International Court of Justice Ends Japanese Antarctic Whaling

japan-whaling-1aGreat news. The UN’s highest court has ruled against Japanese Antarctic whaling. The Japanese have notionally supported the commercial whaling moratorium adopted in 1982 but have exploited a loophole which allows for whaling for “scientific research.”  As we posted last June, the the government of Australia, supported by New Zealand, filed a suit asking the International Court to halt the Japanese whaling fleet’s annual trips to harpoon minke and fin whales. Today, the International Court of Justice at the Hague ordered a temporary halt to Japan’s Antarctic whaling program, ruling that it is not for scientific purposes as the Japanese government had claimed.  As reported by CBC News:

Reading a 12-4 decision by the court’s 16-judge panel, Presiding Judge Peter Tomka said Japan’s program fails to justify the large number of minke whales it says it needs to catch under its current Antarctic program — 850 annually — and it doesn’t catch that many anyway. It also didn’t come close to catching the 50 fin and 50 humpback whales it aimed to take…  All that drew into doubt Japan’s assertion that its whaling is for scientific purposes, he said…

“The court concludes that the special permits granted by Japan for the killing, taking, and treating of whales … are not ‘for purposes of scientific research’,” Tomka said.

Japan said it would abide by the ruling but added it “regrets and is deeply disappointed by the decision”.  Norway and Iceland continue to engage in commercial whaling in violation of the moratorium.

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7 Responses to International Court of Justice Ends Japanese Antarctic Whaling

  1. Diego says:

    I hope this really does mark the end of Japanese whaling and it’s the beginning of the end for commercial whaling in Norway and Iceland.

  2. And of course Paul Watson is claiming victory when it was the lawyers who finally did the job.

  3. Actually if I could reword that I would just say “Congratulations to the lawyers who patiently and non-destructively brought about this conclusion”.

  4. Rick Spilman says:

    Of course, Paul Watson is a reality TV show clown who accomplished nothing beyond self aggrandizement. So, naturally he is claiming credit that he doesn’t deserve.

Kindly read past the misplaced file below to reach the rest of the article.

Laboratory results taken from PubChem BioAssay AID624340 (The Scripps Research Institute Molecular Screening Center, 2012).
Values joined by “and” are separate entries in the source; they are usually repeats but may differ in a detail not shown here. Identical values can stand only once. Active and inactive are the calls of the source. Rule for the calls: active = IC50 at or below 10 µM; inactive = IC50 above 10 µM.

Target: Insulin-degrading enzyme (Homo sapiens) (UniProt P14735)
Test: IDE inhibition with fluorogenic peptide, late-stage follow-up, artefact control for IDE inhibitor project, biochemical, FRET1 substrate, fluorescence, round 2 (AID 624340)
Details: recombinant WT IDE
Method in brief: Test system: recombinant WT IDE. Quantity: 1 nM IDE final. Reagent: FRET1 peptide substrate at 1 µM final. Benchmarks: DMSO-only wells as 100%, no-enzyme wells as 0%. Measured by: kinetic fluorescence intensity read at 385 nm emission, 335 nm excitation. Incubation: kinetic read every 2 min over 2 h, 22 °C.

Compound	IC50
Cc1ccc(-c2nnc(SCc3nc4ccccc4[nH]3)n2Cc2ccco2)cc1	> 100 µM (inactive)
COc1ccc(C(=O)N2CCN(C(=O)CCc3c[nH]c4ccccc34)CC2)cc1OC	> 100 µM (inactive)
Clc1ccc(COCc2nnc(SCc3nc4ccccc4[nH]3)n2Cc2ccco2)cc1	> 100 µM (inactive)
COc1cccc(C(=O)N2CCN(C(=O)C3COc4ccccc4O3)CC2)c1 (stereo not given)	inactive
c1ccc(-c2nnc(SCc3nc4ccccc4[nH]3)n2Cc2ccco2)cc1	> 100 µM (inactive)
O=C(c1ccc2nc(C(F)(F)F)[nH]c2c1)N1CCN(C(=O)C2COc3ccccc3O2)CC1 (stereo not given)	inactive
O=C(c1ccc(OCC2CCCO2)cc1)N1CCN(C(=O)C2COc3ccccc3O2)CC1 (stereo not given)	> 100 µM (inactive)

5. Hi,
    I think that Paul Watson did bring some attention to this. I think almost all people have their ego in this kind of stuff, but from watching some of the Paul Watson movies about chasing the Japanese whaling fleet I know more than I would have otherwise about it.

    And sure its “for TV” and there is a line there somewhere. But he did probably more good than a bunch of “survivor” movies.

    Otherwise I don’t follow much of what he does.

  6. Rick Spilman says:

    The problem that I have with Paul Watson is that he is a violent thug. He was booted out of Greenpeace for his fondness for violence. The Sea Shepherds practice a crude and clumsy sort of vigilante violence that in the end accomplishes nothing. Violence is simply wrong and it is not effective. Diplomatic documents released by Wiki-leaks suggests that the Sea Shepherd actions hardened the Japanese position and made efforts to shut down whaling more difficult. Watson’s reality TV show may have attracted ratings but hurt diplomacy to actually end whaling. We posted about it in 2011 — Sea Shepherds Hurt Efforts to Reduce Whaling – WikiLeaks.

    The lawsuit that ended Japanese whaling was originally filed in 2004 by the government of Australia. Working through the courts and using diplomacy is slow and difficult but it can get results unlike the efforts of a buffoonish thug with lots of braid on his phony captain’s hat.